• Seaton: Education is one of the constitutionally mandated functions of the state. Alaska's greatest resource is its children. We need to revise the formula to appropriately fund education by incorporating remote school cost-differential determinations and protecting it from inflation. We should move to a two-year budget so we can forward-fund education in order to avoid the political football that is played with the education budget each year. The huge capital project that the Legislature approved includes bonds that will require a $64 million budget cut every year for the next 20 years in order to repay the debt. Past legislators did not identify any source for this revenue. A state lottery endowing education could be a possible source for increased funding.

    Does the Board of Fisheries system work to the benefit of all user groups? If so, why? If not, what would you do to help fix it?

  • Scalzi: The Legislature has delegated the management and allocation of our fisheries resources to the Board of Fisheries. The current administration has chosen to seat the board, approved by the Legislature, with a direction that has steered away from the local biologist management to a more authoritative and political vent directed from the board. I believe we have made great strides in pointing out to the Legislature and the current gubernatorial candidates that this direction is not in the best interest of all user groups. I commend all members who offer to serve, and don't believe we need to radically alter the system. I have authored several pieces of legislation that "clarify" the board's roll, which I believe is necessary.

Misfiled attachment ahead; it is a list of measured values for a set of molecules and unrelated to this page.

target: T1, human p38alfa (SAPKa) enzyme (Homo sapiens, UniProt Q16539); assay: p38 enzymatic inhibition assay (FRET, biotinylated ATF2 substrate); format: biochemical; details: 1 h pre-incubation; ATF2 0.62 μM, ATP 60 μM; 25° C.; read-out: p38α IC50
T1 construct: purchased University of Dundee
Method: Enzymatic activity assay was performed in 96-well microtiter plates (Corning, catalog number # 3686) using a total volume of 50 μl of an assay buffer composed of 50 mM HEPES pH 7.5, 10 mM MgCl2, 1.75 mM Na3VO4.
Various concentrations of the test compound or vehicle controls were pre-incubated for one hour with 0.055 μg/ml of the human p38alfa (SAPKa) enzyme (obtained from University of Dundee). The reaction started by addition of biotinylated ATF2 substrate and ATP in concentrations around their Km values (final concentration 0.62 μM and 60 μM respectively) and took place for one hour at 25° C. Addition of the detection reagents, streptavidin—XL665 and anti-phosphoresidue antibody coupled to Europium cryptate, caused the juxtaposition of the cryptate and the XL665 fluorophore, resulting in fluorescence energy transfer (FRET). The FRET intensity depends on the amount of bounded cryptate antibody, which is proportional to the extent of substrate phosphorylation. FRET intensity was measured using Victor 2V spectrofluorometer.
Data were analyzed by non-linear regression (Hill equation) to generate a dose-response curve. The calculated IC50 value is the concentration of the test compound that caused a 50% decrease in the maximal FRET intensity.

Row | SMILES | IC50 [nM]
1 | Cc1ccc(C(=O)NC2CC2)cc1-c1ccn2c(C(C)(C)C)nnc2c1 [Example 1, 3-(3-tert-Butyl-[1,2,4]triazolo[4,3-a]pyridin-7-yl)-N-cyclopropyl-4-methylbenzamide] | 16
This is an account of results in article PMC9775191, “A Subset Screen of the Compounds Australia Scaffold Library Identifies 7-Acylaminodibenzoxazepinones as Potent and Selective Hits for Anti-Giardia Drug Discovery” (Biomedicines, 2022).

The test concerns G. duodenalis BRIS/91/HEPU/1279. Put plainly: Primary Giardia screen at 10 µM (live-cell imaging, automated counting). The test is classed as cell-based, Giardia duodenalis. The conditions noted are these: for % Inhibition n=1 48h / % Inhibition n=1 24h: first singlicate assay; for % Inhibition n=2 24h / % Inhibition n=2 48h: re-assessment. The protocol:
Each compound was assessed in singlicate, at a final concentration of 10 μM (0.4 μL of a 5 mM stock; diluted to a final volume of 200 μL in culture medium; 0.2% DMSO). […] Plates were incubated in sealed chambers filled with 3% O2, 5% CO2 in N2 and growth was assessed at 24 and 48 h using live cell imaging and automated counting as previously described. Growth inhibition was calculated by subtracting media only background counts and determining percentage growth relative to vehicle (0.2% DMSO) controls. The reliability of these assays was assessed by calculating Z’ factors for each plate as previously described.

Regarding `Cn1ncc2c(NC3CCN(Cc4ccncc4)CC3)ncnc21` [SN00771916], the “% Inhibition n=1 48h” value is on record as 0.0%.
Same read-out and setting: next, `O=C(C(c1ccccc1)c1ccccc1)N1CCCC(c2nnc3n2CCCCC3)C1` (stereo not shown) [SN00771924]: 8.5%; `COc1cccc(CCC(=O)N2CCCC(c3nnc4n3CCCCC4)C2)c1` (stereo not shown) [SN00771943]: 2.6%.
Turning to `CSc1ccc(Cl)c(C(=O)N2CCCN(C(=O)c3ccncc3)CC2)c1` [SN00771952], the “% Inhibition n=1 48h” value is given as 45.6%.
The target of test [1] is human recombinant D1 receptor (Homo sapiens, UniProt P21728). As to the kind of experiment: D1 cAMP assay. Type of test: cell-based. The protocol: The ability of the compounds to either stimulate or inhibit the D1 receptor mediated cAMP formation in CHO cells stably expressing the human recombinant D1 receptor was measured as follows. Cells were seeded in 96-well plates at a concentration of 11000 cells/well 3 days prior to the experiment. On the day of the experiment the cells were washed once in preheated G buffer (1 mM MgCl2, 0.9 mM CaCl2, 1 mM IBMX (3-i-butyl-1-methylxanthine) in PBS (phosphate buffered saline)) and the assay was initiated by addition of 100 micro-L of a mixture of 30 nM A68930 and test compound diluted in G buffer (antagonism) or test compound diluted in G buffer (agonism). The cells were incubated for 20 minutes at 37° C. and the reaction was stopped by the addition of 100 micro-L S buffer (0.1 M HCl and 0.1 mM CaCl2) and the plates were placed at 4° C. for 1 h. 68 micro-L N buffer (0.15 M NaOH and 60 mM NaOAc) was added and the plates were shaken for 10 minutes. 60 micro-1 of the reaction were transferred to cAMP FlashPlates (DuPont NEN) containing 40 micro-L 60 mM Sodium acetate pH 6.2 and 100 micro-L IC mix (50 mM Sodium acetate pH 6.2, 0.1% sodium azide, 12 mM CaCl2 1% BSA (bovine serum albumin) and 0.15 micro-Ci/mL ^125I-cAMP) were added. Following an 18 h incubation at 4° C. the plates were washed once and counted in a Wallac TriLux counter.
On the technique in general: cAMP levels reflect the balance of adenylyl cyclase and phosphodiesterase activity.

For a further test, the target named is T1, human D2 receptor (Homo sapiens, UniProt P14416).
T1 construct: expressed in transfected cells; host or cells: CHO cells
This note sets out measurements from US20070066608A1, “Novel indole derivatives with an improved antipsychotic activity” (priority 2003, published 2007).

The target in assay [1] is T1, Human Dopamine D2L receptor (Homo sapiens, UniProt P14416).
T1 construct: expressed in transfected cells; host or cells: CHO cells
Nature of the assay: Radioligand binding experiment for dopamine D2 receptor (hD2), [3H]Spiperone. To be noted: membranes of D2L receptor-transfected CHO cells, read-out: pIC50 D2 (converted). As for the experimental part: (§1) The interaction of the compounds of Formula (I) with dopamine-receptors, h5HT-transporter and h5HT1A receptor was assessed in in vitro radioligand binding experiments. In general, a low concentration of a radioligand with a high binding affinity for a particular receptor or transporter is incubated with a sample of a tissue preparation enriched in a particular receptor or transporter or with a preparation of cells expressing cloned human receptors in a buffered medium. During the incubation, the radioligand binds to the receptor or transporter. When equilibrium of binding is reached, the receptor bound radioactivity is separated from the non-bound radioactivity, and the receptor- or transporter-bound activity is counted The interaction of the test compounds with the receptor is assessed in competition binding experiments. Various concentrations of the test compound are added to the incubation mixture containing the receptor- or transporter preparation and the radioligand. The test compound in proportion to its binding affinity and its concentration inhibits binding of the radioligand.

• Seaton: The Board of Fisheries has a tough job with only seven members to consider every commercial, sport, and personal-use fishery in the state. The problems at the BoF mostly relate to salmon conflicts for the Cook Inlet area, and many board members are appointed based on expertise in that area alone. It is too much to ask people to serve in 100 days of such diverse meetings per year. We could split the board in two -- "salmon," and "other fisheries." This would allow greater board expertise for each industry -- crab, groundfish, etc, and more effectively represent the geographical diversity of the state while maintaining statewide coherence. Restricting agenda change requests to biological emergencies would also marginally help.

    What are your opponent's single best and worst ideas? Why?

  • Scalzi: My opponent's best idea is to change the requirement to allow fishermen to tender their own fish from the fishing grounds. I drafted legislation that will remedy that problem.

    My opponent's worst ideas are centered on an overall lack of vision needed to move the fishing industry forward. Chilean fish farms do not care one iota about protecting lifestyles. Changes to our harvesting, processing, marketing, quality and transporting standards are necessary to compete globally. No one likes change, for example, Paul fought IFQs all the way to the Supreme Court. The success of this management tool, however, is now touted worldwide and is a highly regarded model. While not a panacea for all fisheries, it took vision to incorporate needed changes. UFA and other fisheries groups that chose to endorse, support my candidacy. Paul opposed all but one proposal submitted by them, identifying only "negative" aspects of innovative ideas.

  • Seaton: Rep. Scalzi's best idea is to increase funding for education. We need to make corrections in the cost differential and everyone is awaiting the ongoing study results. However, the budget this year did not include any significant increase in the funding formula. I have proposed a two-year education budget to help de-politicize and inflation-proof the formula.

    Rep. Scalzi's worst idea is to balance the budget solely by taking approximately 1 billion dollars out of individual Alaskans' pockets, which would have a severe negative impact on our economy. In addition to a flat income tax, we need to provide state services more economically and spread the tax burden to industries, as well. Examples, as outlined above, include: a cruise ship head tax; recalculating the oil Economic Limit Factor; and a foreign flag corporate tax, none of which Rep. Scalzi supported.